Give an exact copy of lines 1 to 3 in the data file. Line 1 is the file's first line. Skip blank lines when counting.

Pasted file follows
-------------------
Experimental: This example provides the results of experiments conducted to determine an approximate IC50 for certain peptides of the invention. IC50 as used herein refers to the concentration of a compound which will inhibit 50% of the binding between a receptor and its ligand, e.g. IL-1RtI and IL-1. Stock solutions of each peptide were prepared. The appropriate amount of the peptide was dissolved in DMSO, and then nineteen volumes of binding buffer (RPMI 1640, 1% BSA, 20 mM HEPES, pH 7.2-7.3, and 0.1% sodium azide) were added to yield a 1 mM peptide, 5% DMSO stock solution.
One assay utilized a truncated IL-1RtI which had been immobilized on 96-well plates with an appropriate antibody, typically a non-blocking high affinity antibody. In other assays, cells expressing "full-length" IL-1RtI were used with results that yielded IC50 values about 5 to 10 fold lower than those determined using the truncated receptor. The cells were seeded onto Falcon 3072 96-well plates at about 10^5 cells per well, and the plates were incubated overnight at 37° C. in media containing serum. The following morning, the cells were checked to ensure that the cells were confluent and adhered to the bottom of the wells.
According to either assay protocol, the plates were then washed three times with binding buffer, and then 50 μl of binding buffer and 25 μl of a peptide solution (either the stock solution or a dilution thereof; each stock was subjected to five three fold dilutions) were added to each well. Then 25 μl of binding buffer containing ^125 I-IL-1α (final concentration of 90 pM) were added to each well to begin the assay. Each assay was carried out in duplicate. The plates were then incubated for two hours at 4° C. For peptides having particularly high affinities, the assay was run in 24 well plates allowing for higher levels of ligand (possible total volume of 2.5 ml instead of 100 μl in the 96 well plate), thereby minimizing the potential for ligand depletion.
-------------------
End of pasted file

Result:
Experimental: This example provides the results of experiments conducted to determine an approximate IC50 for certain peptides of the invention. IC50 as used herein refers to the concentration of a compound which will inhibit 50% of the binding between a receptor and its ligand, e.g. IL-1RtI and IL-1. Stock solutions of each peptide were prepared. The appropriate amount of the peptide was dissolved in DMSO, and then nineteen volumes of binding buffer (RPMI 1640, 1% BSA, 20 mM HEPES, pH 7.2-7.3, and 0.1% sodium azide) were added to yield a 1 mM peptide, 5% DMSO stock solution.
One assay utilized a truncated IL-1RtI which had been immobilized on 96-well plates with an appropriate antibody, typically a non-blocking high affinity antibody. In other assays, cells expressing "full-length" IL-1RtI were used with results that yielded IC50 values about 5 to 10 fold lower than those determined using the truncated receptor. The cells were seeded onto Falcon 3072 96-well plates at about 10^5 cells per well, and the plates were incubated overnight at 37° C. in media containing serum. The following morning, the cells were checked to ensure that the cells were confluent and adhered to the bottom of the wells.
According to either assay protocol, the plates were then washed three times with binding buffer, and then 50 μl of binding buffer and 25 μl of a peptide solution (either the stock solution or a dilution thereof; each stock was subjected to five three fold dilutions) were added to each well. Then 25 μl of binding buffer containing ^125 I-IL-1α (final concentration of 90 pM) were added to each well to begin the assay. Each assay was carried out in duplicate. The plates were then incubated for two hours at 4° C. For peptides having particularly high affinities, the assay was run in 24 well plates allowing for higher levels of ligand (possible total volume of 2.5 ml instead of 100 μl in the 96 well plate), thereby minimizing the potential for ligand depletion.